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2.2 Named Definitions

A name is a sequence of characters beginning with an alphabetic character (a through z) followed by zero or more alpha-numeric characters and/or separator characters: hyphen (-), underscore (_) or carat (^). Names are case insensitive.

Any name may have multiple values associated with it. Every name may be considered a sparse array of one or more elements. If there is more than one value, the values my be accessed by indexing the value with [index] or by iterating over them using the FOR (see section FOR - Emit a template block multiple times) AutoGen macro on it, as described in the next chapter. Sparse arrays are specified by specifying an index when defining an entry (see section Assigning an Index to a Definition).

There are two kinds of definitions, ‘simple’ and ‘compound’. They are defined thus (see section Finite State Machine Grammar):

 
compound_name '=' '{' definition-list '}' ';'

simple-name[2] '=' string ';'

no^text^name ';'

simple-name has the third index (index number 2) defined here. No^text^name is a simple definition with a shorthand empty string value. The string values for definitions may be specified in any of several formation rules.


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2.2.1 Definition List

definition-list is a list of definitions that may or may not contain nested compound definitions. Any such definitions may only be expanded within a FOR block iterating over the containing compound definition. See section FOR - Emit a template block multiple times.

Here is, again, the example definitions from the previous chapter, with three additional name value pairs. Two with an empty value assigned (first and last), and a "global" group_name.

 
autogen definitions list;
group_name = example;
list = { list_element = alpha;  first;
         list_info    = "some alpha stuff"; };
list = { list_info    = "more beta stuff";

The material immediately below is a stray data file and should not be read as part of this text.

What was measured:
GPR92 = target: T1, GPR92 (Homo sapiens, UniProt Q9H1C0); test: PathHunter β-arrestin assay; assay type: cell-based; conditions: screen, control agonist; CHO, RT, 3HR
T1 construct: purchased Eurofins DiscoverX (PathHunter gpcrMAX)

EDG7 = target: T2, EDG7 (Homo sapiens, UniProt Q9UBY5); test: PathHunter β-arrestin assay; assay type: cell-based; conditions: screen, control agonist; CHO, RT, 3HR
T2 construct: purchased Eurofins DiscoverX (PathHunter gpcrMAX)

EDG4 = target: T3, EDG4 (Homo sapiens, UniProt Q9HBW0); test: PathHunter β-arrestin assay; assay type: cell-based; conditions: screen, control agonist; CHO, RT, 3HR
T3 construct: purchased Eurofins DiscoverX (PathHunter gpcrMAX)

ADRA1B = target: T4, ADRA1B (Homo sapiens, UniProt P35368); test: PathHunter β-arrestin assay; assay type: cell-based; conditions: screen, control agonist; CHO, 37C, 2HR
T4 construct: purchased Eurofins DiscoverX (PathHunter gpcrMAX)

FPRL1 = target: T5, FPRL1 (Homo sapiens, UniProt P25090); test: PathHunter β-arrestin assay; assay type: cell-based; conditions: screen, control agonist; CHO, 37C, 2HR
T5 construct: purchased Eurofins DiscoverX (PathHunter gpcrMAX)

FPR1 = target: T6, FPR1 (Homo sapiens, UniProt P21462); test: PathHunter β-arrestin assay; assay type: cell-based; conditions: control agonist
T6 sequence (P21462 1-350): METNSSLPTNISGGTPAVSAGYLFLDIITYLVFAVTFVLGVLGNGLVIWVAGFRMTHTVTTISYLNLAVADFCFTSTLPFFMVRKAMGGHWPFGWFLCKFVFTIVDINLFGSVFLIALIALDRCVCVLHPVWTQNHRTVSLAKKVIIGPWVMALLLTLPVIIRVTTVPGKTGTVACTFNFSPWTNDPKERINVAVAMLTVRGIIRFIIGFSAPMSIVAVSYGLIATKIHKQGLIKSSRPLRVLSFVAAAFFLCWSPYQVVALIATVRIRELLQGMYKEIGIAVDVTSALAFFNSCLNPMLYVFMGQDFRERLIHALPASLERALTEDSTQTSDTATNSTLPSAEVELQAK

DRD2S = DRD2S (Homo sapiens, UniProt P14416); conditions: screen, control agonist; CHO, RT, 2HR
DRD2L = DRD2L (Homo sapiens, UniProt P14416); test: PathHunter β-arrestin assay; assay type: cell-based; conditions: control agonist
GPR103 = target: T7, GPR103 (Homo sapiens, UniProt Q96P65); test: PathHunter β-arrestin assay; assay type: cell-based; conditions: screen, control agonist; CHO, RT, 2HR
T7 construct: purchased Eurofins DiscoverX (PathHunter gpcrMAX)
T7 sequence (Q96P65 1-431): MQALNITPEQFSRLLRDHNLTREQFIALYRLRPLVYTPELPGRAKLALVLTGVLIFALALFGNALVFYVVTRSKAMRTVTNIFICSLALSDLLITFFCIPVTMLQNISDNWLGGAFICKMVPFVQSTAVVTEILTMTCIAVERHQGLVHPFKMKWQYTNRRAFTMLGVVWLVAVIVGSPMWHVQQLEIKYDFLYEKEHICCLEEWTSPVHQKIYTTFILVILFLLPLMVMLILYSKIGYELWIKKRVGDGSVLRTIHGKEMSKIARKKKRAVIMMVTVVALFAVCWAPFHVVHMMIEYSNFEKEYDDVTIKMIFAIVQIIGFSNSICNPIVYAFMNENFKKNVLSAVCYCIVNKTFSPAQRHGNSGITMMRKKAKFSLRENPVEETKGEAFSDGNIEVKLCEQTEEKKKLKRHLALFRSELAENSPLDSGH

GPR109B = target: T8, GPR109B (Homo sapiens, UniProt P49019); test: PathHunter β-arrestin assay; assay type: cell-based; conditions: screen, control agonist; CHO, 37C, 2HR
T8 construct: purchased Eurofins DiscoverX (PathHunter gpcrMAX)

list_element = beta; };
list = { list_element = omega;  last;
         list_info    = "final omega stuff"; };

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2.2.2 Double Quote String

The string follows the C-style escaping, using the backslash to quote (escape) the following character(s). Certain letters are translated to various control codes (e.g. \n, \f, \t, etc.). x introduces a two character hex code. 0 (the digit zero) introduces a one to three character octal code (note: an octal byte followed by a digit must be represented with three octal digits, thus: "\0001" yielding a NUL byte followed by the ASCII digit 1). Any other character following the backslash escape is simply inserted, without error, into the string being formed.

Like ANSI "C", a series of these strings, possibly intermixed with single quote strings, will be concatenated together.


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2.2.3 Single Quote String

This is similar to the shell single-quote string. However, escapes \ are honored before another escape, single quotes ' and hash characters #. This latter is done specifically to disambiguate lines starting with a hash character inside of a quoted string. In other words,

 
fumble = '
#endif
';

could be misinterpreted by the definitions scanner, whereas this would not:

 
fumble = '
\#endif
';

As with the double quote string, a series of these, even intermixed with double quote strings, will be concatenated together.


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2.2.4 An Unquoted String

A simple string that does not contain white space may be left unquoted. The string must not contain any of the characters special to the definition text (i.e., ", #, ', (, ), ,, ;, <, =, >, [, ], `, {, or }). This list is subject to change, but it will never contain underscore (_), period (.), slash (/), colon (:), hyphen (-) or backslash (\\). Basically, if the string looks like it is a normal DOS or UNIX file or variable name, and it is not one of two keywords (‘autogen’ or ‘definitions’) then it is OK to not quote it, otherwise you should.